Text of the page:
2. Your Rewards Suck. I think this is best demonstrated with an example.  If you’re making a web-based RPG that’s free, getting colored text for $8 is ridiculous.  Even worse - this same project was offering a special red text for $24 - WHAT! No one is going to contribute to this project.  Your rewards don’t make sense! Offer cool stuff and your project will be successful.
  3. You’re selling your IP/Sharing Profits etc.  This is against the law in the USA, you can’t offer a reward where donators get a portion of profits.
  4. Your project is not Game related - We’re pretty flexible on this, but if you’re writing a text simulator or game development tool - crowd funding probably doesn’t make sense.  Your game related project should be something for the game consumer, not the game developer.  A Gaming Comic Book is cool - a Unity Tileset is not for us.

Generally, all that we ask/require is that you care and are passionate about your project.  If you’re excited about it, other gamers and potential donators will get excited too.  If you get approved and push a project live on 8-Bit Funding - we will tweet about your project and if it’s exciting/interesting, we’ll usually post about it on www.indiegamemag.com and other websites as well.  That being said, you have to market yourself and push your own project too.  If you have Twitter/Facebook, post a link on there - use our widget and put it in your blog sidebar - send out a press release - etc. We’re here to help, but we want to help the people that are passionate about their game or project - not people looking to make a quick buck.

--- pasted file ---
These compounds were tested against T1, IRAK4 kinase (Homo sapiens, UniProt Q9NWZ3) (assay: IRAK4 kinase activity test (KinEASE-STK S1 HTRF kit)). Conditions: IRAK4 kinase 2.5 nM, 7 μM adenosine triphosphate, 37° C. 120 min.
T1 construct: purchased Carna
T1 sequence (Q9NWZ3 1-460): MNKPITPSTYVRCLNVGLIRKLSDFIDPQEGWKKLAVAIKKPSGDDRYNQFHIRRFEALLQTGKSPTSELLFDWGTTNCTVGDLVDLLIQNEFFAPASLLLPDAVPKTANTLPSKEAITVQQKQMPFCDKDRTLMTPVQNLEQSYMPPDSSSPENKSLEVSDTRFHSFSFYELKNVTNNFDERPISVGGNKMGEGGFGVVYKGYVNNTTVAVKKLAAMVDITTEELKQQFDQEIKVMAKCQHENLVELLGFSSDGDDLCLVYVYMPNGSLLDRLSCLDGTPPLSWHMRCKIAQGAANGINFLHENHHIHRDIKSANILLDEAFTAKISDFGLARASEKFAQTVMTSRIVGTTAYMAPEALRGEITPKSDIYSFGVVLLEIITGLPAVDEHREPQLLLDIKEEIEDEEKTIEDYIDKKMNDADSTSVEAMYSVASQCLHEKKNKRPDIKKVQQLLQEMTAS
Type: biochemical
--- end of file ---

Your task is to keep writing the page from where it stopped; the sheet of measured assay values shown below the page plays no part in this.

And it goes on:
Crafting Better Rewards for Crowdfunded Indie Games

Your rewards and reward tiers are very important on 8-Bit Funding or any other Crowdfunding service.  Here are a few tips when it comes to creating rewards for a video game project:

  1. Don’t Sell your Game Short! Giving a copy of your game away for $5 or less is silly. Those type of price conscious people won’t even fund a project - they’ll wait till the game is out and available at that price (or lower). 
  2. $10 -$25 is a sweet spot and where you want your contributions.  Make sure that you have really attractive rewards that push people to these tiers.
  3. Real World Physical Goods ARE GOOD.  Yes, they may cost you a few bucks to make, but adding this type of indie game swag really motivates people to give more. Strategy Guides, Comics, Postcards, Keychains, Business Cards are cool.  Make your top rewards cool! Don’t be lame - everything doesn’t have to be “digital” or “downloadable.”

So how would I promote and fund my fictional but awesome indie game?  Here’s what I consider to be an awesome reward structure:

$1 - Special Thank You in Game Credits and you get access to all our updates on the project

$10 - All of the Above + You get my Game when it’s finished DRM Free

$25 - All of the Above + early beta-access 

$40 - All of the Above + a printed strategy guide / manual mailed to your door (I’d use Magcloud)

$60 - All of the Above + game soundtrack + immediate alpha access to game + forum access to share your opinions and influence game design.

$100 - All of the Above + 50 collectible cards featuring each game character, enemy, stats and information on the back (I would use moo.com for this ~20)

$150 - All of the Above + a huge printed poster with really cool artwork signed by the team mailed to your house

$500 - All of the Above + you get to name a common enemy or main character of the game

$1000 - All of the Above + personalize plaque hailing you as an indie game hero

$2000 - All of the Above + a pre-roll splash screen sponsorship message when my game loads